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Lot At Commerce And La Branch Along Buffalo Bayou


houstontexasjack

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I think that land is owned by the City of Houston/Buffalo Bayou Partnership and is planned to be used to widen Buffalo Bayou (flood control) and develop the BBP's Commerce Street Promenade park.  I doubt it's actually for sale.  Interestingly, Cushman & Wakefield and those particular individual brokers represented the sellers when the city bought the land.  Is the sign perhaps still there from before that transaction?  (Realtors don't mind their sign staying on a property... anything that can get the phone ringing...)

Edited by Houston19514
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Again, the jail(s) locations REALLY put a damper on the Buffalo Bayou redo.  Imagine if those were empty lots!  A shame.  Truly a shame.  We are at the earliest 20 years away from seeing these terds being ground into dust and redeveloped into something worth a damn.  See - this is where lack of a cohesive city plan back in 1990something really screwed not 1, but 2 neighborhoods (I don't personally consider the area north of the Bayou to be a part of Downtown).  Maybe even three, since eventually these monstrosities will be demo'd and built anew some place else.

Edited by arche_757
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The jails in and of themselves should not cause any great damper on development.  The federal detention facility does not seem to bother anyone in its neighborhood.  Develop the area, and the jails can be largely unnoticed.

 

You think so?  I think they put a damper on the area.  Who would want to buy a home directly across from a jail?  A few people wouldn't mind - clearly - but the majority would rather not.

 

The point being was that the jails themselves are on prime, prime property.  They're large, ugly, and not neighbors one would wish to find down the way.

 

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You think so?  I think they put a damper on the area.  Who would want to buy a home directly across from a jail?  A few people wouldn't mind - clearly - but the majority would rather not.

 

The point being was that the jails themselves are on prime, prime property.  They're large, ugly, and not neighbors one would wish to find down the way.

 

 

I don't know that anyone needs to build a home directly across from any of the jail buildings in order for the area to be developed. But for what it's worth, Keystone Lofts sit directly across the street from the federal jail.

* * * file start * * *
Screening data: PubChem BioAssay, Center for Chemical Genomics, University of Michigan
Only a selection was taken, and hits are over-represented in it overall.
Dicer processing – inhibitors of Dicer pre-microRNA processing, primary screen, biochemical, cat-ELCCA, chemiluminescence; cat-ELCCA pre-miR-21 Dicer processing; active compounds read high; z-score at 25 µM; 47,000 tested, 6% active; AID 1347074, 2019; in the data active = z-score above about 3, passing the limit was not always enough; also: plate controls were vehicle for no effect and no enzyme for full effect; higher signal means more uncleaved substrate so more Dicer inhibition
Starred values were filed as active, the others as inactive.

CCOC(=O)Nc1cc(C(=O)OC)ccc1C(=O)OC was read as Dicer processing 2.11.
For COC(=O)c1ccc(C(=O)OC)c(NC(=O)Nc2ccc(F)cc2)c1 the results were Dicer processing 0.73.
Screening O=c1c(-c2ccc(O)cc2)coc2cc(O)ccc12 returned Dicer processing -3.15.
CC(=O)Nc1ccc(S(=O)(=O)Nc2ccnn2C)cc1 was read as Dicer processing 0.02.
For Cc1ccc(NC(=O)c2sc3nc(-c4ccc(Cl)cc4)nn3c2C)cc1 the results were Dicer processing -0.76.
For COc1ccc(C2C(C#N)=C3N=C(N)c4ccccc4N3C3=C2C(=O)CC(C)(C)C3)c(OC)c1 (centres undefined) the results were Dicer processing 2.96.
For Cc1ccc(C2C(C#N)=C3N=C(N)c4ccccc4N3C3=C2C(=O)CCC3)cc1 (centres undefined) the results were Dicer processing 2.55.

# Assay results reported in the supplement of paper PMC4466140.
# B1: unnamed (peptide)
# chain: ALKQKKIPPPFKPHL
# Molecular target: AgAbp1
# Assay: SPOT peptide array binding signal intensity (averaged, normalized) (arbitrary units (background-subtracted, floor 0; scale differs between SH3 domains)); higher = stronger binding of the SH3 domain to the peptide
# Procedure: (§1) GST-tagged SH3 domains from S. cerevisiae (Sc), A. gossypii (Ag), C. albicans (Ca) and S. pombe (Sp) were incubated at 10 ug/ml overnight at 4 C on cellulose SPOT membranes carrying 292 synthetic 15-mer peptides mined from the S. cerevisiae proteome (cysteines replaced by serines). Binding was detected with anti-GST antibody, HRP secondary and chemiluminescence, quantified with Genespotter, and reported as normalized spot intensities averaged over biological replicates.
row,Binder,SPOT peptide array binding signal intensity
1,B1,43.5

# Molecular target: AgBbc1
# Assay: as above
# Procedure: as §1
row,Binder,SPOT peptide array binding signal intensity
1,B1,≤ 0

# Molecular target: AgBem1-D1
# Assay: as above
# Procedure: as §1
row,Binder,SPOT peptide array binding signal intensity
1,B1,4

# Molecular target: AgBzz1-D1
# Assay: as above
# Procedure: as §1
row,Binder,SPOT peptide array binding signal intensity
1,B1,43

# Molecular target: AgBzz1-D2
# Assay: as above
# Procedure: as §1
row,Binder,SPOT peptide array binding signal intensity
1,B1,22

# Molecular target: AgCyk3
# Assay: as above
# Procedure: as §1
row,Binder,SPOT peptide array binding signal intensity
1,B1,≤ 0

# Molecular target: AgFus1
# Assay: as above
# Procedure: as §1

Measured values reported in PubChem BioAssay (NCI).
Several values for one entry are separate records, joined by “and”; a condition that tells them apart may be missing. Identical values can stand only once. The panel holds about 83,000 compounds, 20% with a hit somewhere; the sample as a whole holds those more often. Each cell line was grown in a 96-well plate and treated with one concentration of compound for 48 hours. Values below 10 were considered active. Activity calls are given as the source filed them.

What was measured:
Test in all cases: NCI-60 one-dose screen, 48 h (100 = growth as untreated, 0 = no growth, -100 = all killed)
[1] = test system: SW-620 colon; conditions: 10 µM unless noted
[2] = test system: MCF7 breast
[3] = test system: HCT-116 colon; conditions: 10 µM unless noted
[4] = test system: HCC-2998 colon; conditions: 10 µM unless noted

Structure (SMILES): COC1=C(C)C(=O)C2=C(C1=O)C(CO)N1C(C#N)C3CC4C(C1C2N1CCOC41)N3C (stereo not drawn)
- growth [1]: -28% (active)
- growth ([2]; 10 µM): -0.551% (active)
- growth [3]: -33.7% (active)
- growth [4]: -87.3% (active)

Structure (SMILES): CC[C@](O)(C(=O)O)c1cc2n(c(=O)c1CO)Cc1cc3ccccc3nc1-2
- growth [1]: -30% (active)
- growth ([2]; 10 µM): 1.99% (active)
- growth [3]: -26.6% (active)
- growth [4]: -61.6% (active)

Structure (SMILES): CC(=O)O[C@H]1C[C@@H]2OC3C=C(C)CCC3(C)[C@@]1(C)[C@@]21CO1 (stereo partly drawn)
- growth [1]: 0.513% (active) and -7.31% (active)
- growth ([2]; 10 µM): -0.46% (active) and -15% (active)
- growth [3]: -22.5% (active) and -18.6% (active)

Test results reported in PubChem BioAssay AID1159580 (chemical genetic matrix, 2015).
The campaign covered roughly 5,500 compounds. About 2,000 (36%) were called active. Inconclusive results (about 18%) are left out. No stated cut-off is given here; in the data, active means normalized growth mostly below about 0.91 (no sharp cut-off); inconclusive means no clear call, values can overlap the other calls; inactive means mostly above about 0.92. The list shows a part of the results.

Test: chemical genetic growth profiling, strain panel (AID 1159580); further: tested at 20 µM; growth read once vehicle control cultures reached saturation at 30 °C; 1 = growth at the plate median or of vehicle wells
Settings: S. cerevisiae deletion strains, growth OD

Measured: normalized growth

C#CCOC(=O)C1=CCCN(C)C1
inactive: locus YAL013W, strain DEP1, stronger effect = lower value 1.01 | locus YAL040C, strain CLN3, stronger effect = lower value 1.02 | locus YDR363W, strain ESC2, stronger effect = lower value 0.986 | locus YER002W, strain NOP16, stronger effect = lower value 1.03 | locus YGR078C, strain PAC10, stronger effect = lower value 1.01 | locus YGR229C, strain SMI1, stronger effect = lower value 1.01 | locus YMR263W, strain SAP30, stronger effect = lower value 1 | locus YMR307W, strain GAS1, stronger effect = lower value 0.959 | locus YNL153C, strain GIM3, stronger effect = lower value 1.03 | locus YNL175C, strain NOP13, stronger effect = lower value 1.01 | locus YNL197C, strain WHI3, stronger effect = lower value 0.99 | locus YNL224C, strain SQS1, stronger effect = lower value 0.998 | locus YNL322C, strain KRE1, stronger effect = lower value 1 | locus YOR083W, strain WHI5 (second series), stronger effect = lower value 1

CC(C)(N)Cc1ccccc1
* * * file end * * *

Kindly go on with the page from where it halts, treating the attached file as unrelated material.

I get the point that the jails are on what is now becoming prime property.  But waterfront property having been developed in a less than prime way is hardly unique to Houston.  Cities all over the place used to turn their backs on their waterfronts.   These jail buildings will make better neighbors for development than a lot of the industrial properties that have lined other cities' waterfronts.   They are relatively clean, innocuous buildings that will largely disappear into the background once the area around them is developed.

 

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I don't know that anyone needs to build a home directly across from any of the jail buildings in order for the area to be developed. But for what it's worth, Keystone Lofts sit directly across the street from the federal jail.

I get the point that the jails are on what is now becoming prime property. But waterfront property having been developed in a less than prime way is hardly unique to Houston. Cities all over the place used to turn their backs on their waterfronts. These jail buildings will make better neighbors for development than a lot of the industrial properties that have lined other cities' waterfronts. They are relatively clean, innocuous buildings that will largely disappear into the background once the area around them is developed.

I kind of feel the same way. Fortunately they don't really look like jails..

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I should note that townhomes sit right next to the Harris County Psychiatric Center (where the involuntarily committed are sent). The mere presence of a jail, which has a similarly negative connotation, would not appear to be a dealbreaker as far as development. I'd think we'd see more bayou development once other areas of Downtown get filled in.

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I don't know that anyone needs to build a home directly across from any of the jail buildings in order for the area to be developed. But for what it's worth, Keystone Lofts sit directly across the street from the federal jail.

I get the point that the jails are on what is now becoming prime property. But waterfront property having been developed in a less than prime way is hardly unique to Houston. Cities all over the place used to turn their backs on their waterfronts. These jail buildings will make better neighbors for development than a lot of the industrial properties that have lined other cities' waterfronts. They are relatively clean, innocuous buildings that will largely disappear into the background once the area around them is developed.

That is well said.

A jail is likely a better neighbor than a smelter.

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As much as I think it has potential, I'm familiar with downtown Fort Worth, and despite the grand plans for the banks of the Trinity, Panther Island is still an open-air concert venue. The offices/retail/residential has yet to materialize.

 

And no one's thinking in terms of turning the power plant adjacent to North Main into a concert venue. At least not yet. 

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  • Highrise Tower changed the title to Lot At Commerce And La Branch Along Buffalo Bayou

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